On the other hand, the high occurence in this very building compared to the lack of such situation near the large majority of other antennas make me agree with the idea that there is another cause to this particular situation.
  • Re:Cause and Effect? (Score:3, Informative)

    by XxtraLarGe ( 551297 ) on Friday May 12, 2006 @10:39AM (#15317358) Journal
    No, correlation doesn't prove causation. It does imply it, however.

    The internet [] seems to agree with me. I'm not trying to be a jerk, rather I'm trying to help spread understanding. I hope this link benefits everybody here.

  • Re:Hmmmm (Score:3, Informative)

    by VeriTea ( 795384 ) on Friday May 12, 2006 @10:41AM (#15317380) Journal
    ...This is totally different; those towers are pumping out huge amounts of radiation...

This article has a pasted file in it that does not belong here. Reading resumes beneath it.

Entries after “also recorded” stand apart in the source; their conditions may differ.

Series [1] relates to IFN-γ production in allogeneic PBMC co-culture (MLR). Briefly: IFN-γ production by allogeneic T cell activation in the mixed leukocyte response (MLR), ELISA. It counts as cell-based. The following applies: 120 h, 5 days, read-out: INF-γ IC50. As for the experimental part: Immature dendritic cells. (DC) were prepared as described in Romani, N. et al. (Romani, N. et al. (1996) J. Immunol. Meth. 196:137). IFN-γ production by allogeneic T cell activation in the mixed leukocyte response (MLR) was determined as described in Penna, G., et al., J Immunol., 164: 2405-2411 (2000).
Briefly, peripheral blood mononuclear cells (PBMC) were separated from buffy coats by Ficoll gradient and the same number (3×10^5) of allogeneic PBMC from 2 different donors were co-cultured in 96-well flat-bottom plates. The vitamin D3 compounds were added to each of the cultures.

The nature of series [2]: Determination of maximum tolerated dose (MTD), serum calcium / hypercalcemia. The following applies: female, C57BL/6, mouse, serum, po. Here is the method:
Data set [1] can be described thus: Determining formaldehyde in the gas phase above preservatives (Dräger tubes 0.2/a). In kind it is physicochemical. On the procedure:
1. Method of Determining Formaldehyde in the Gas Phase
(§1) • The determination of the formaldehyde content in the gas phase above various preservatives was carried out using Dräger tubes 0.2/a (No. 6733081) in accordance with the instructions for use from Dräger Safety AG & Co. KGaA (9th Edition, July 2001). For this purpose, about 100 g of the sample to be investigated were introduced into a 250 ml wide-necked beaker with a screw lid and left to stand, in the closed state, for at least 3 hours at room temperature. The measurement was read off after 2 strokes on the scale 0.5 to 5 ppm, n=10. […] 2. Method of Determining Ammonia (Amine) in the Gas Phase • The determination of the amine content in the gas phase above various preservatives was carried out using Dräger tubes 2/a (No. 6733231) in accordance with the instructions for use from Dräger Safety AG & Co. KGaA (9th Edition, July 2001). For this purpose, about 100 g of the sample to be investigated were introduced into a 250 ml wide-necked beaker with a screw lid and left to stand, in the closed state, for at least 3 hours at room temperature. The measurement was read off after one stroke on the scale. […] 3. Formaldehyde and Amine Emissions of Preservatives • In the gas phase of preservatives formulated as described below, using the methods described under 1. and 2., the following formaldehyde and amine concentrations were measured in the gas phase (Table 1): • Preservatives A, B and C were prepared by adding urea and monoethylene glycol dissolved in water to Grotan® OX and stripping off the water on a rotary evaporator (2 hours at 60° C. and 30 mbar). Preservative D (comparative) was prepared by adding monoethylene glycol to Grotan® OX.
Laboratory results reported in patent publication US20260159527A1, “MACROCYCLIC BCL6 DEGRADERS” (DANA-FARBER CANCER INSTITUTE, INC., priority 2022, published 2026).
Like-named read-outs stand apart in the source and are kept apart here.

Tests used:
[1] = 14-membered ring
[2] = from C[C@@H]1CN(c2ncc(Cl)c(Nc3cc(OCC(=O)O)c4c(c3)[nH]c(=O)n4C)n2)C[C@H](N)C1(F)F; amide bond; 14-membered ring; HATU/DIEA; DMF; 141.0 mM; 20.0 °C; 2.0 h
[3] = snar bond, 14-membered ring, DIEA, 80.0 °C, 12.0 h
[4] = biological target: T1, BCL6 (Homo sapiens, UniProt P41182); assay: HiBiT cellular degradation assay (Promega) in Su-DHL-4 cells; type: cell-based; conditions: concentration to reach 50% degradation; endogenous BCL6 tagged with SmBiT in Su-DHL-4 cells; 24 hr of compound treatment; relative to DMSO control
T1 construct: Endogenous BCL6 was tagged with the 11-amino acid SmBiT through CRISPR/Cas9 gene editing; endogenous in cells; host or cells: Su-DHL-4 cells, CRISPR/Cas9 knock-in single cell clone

How do you know how much radiation is being put out by these towers? I've worked in the industry for quite a while, and can tell you that very few towers, even ones with lots of antennas on them are actually putting out significant amounts of power (where significant = within an couple of orders of magnitude less then you experience when using a cell phone, at distances where the general public is exposed, including floors directly below the transmitters)

    Contrary to popular belief, neither the size of the antenna nor the number of antenanas tell you anything about the power output. Big antennas are particularly useful for picking up weak signals, and multiple antenna arrays provide spatial diversity which also improves the reception of weak signals. Think about the Deep Space Network dishes, they are huge, not because the signals are powerful, but the opposite, because they are so weak.

    Finally, big antennas are more efficent at directing the energy in a specific direction. Unless they are pointed down at the roof it is very unlikely that there is much energy actually making it into the building.